In cases of symptoms of moderate severity (VAS score, >3-7), topical corticosteroid drops are recommended initially for 3 months, with continued use and follow-up every 6 months thereafter if effective. If no improvement is seen after the initial 3 months, a short course of oral corticosteroids may be added for 1 month. If this strategy fails, CT is recommended, and the patient should be evaluated as a potential surgical candidate. If improvement is noted after the 1-month oral corticosteroid course, the patient can be switched back to topical corticosteroid drops.
Severe cases of CRS with NP (VAS score, >7-10) should initially be managed using a short course (1 month) of oral corticosteroids in combination with topical corticosteroids. If improvement occurs on this regimen alone, the patient may be switched to topical corticosteroids alone. Patients who do not initially show improvement should be evaluated via CT and considered for surgical intervention. After polypectomy, maintenance treatment with intranasal corticosteroids is generally recommended.
Again, the evidence on which EP3OS bases its recommendations for order and duration of therapies merits examination. For example, therapy with oral corticosteroids for CRS with polyps is cited as level Ib evidence on the basis of studies by Benitez et al122 and Hissaria et al.123 Both are randomized controlled trials that found significant benefit for oral corticosteroids vs placebo, as seen in objective measures of polyp size and subjective assessment of symptoms; however, both involved 14-day courses of corticosteroids, so it is unclear what evidence contributed to the recommendation of a 1-month course. Further, it is unclear what evidence supports the choice of corticosteroid drops vs sprays at any given point; the evidence level is cited as Ib for topical corticosteroids, and the trials provided as evidence include evaluations of both drops and spray formulations.
In addition to largely adopting the EP3OS recommendations, the BSACI guidelines recommend corticosteroid drops specifically for NP, citing 2 randomized controlled trials that the EP3OS guidelines also cited in recommending “topical” corticosteroids.4,8,111,114 The addition of oral antihistamines for allergic patients with CRS is given a grade A recommendation, and the use of antileukotrienes is given a grade C recommendation but considered clinically relevant.
AFRS. The EP3OS guidelines4 do not present a detailed treatment algorithm for AFRS. Surgery is indicated as a first-line treatment, along with topical or systemic antifungal drugs.
The JTFPP and CPG:AS guidelines propose very general management strategies for CRS, with no categorization of subtypes by CRS with vs without NP or AFRS. The RI document does not provide specific treatment recommendations.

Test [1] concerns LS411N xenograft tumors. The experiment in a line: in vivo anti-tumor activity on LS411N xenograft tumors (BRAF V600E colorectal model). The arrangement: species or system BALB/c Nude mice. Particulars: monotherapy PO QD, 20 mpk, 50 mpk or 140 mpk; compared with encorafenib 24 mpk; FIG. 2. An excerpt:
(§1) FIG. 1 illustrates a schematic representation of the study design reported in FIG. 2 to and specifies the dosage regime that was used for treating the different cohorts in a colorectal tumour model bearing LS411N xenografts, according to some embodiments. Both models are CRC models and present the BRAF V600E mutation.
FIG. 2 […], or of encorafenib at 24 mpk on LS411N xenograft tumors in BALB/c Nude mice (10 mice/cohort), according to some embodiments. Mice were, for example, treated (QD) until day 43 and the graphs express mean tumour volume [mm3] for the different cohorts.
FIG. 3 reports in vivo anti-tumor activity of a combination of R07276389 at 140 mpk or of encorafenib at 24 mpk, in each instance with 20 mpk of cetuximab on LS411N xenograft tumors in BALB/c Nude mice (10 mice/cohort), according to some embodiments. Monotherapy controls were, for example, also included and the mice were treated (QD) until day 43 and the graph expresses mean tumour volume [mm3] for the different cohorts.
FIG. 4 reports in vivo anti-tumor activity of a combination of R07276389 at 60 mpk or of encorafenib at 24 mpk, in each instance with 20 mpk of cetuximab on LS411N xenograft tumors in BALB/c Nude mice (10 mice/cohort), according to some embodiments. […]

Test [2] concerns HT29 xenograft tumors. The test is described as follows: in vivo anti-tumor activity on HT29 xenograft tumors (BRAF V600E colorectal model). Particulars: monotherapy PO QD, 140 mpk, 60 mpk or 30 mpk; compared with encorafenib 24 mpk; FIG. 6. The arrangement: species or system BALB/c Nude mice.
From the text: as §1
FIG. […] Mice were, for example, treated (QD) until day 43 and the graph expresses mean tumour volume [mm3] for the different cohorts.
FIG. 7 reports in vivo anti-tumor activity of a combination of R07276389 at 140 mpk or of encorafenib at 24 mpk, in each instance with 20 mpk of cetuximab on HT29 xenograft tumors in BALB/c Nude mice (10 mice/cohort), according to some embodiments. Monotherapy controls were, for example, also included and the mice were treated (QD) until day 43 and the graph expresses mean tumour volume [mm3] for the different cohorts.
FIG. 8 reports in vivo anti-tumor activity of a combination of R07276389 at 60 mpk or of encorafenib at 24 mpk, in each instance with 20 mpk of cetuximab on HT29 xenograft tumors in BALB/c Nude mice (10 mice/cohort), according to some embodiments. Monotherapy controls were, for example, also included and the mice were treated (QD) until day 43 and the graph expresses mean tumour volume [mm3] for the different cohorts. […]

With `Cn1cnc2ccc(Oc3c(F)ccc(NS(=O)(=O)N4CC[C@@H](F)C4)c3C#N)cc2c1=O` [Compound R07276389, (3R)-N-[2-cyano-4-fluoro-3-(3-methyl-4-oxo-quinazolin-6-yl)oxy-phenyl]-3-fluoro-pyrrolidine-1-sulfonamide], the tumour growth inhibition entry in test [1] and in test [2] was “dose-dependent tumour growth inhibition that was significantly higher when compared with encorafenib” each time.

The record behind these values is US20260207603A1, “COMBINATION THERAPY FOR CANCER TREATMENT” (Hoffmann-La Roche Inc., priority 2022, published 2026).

The JTFPP guidelines6 indicate that the role of antibiotics in CRS is controversial but that antibiotics may be required for acute exacerbations of CRS. Intranasal corticosteroids are suggested as being modestly beneficial in CRS as an adjunct to antibiotic therapy in cases of recurrent ARS or CRS. The JTFPP guidelines state that antihistamines may have a role in the treatment of CRS when AR is also present because AR and CRS cause overlapping symptoms and AR may predispose patients to the development of CRS. (See “Allergy and Immunology Evaluation” for supportive evidence of a relationship between AR and CRS.) The guidelines acknowledge that topical and oral decongestants are often used in both ARS and CRS, although there are insufficient studies to determine their value for these indications. The guidelines also conclude that the role of antifungal agents in CRS has not been established.
The CPG:AS guidelines7 offer no specific treatment recommendations for CRS but rather try to minimize symptoms and prevent exacerbations by focusing on preventive measures, such as saline nasal irrigation, concomitant management of underlying conditions (eg, gastroesophageal reflux disease), and good hand hygiene to prevent AVRS. A recommendation is made to evaluate patients with CRS for the presence of contributory factors or other disease states that might complicate disease management (eg, AR, cystic fibrosis, immunodeficiency, ciliary dyskinesia, or anatomic variations).
Many issues remain to be addressed in the field of RS management, particularly CRS. An encouraging upsurge in the number of CRS-oriented investigational studies has occurred since publication of the most recent RS guidelines. Promising areas of investigation in CRS include studies of the role of bacterial biofilms, immune hyperresponsiveness to colonizing fungi, and defects in innate immunity in the initiation or persistence of CRS.